Fandom often brings out the very worst in people and, in the case of this season at least, it seems it can also lead to a show reshaping itself at the behest of its viewership – an unsettling sign of the times and a signal that perhaps the Twitter generation have grown too big for their boots. Aside from the usual flurry of angry remarks about the character – the vast majority of which merely celebrated episodes that omitted the character altogether - more extreme reactions included impassioned, deluded morons taking things as far as calling out Holden personally on Twitter for her character’s choices.
The decision to kill off Andrea in the season finale therefore came as something of a disappointment, not least because it sated the angry, bloodthirsty fans who wanted nothing more than to see the character suffer – a sight tactfully denied to them with the death itself taking place off screen. Looking back now, however, it becomes apparent that, having lost both Dale and Shane in the previous season (the latter of whom Andrea has a relationship with in the graphic novel), there were very few places left to take the character, which is a great pity. Holden’s performance, as with all of the main cast, has always been a joy to behold and it’s hugely disappointing that her tenure has come to an end with such negative fanfare.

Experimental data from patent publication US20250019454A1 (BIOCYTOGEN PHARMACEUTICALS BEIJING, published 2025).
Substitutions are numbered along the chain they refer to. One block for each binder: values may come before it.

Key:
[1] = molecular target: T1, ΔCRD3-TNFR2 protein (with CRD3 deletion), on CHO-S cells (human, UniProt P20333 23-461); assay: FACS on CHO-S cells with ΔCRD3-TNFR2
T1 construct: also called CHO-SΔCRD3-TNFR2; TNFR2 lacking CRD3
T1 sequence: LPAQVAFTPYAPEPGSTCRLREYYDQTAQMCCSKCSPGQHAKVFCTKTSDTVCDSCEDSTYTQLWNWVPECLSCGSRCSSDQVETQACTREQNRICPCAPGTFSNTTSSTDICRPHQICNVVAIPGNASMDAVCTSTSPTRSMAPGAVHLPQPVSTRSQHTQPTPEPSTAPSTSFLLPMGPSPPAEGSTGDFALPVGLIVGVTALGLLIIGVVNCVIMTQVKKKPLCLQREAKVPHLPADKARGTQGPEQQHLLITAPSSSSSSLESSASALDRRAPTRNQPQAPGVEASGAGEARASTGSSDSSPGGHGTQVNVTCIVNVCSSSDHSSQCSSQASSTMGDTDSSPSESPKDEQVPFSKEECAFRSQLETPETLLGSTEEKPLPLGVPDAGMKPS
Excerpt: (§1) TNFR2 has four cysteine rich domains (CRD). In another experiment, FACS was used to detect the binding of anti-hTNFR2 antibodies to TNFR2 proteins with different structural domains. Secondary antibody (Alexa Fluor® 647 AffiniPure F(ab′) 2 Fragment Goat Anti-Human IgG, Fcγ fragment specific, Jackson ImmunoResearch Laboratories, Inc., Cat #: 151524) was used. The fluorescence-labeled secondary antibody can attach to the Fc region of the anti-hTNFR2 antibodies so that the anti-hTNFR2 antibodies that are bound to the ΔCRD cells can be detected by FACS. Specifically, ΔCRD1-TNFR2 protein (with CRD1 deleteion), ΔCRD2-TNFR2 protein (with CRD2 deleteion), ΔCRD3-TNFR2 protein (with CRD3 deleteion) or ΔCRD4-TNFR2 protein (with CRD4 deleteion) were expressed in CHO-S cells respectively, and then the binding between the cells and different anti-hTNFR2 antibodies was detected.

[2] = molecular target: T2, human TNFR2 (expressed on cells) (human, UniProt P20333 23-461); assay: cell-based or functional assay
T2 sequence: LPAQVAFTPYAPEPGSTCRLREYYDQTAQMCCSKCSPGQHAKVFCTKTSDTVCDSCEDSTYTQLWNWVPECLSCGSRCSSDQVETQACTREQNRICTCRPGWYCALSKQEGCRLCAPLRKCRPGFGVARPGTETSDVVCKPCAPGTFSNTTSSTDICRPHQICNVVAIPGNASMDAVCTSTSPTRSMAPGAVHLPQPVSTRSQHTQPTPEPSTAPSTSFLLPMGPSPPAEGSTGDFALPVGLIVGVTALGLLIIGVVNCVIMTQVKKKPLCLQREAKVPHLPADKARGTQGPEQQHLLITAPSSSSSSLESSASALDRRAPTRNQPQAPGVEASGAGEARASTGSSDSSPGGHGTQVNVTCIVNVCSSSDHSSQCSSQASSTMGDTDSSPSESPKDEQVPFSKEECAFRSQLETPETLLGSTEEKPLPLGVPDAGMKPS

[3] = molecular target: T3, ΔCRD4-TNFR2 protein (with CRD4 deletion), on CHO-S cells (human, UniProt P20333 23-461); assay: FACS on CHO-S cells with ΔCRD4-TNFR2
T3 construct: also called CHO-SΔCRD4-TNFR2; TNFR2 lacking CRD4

With the Governor now on the run and Rick in charge of the remainder of Woodbury’s survivors, where the show goes from here remains to be seen when Scott Gimple assumes the role of show runner from Glen Mazzara in October. There’s a sense that, for now at least, Rick’s conscience is clear, but with the prospect of more conflict on the horizon and the added burden of new blood among the camp, it seems that the stakes for our survivors have never been higher.
Your move, Scott. Make us proud.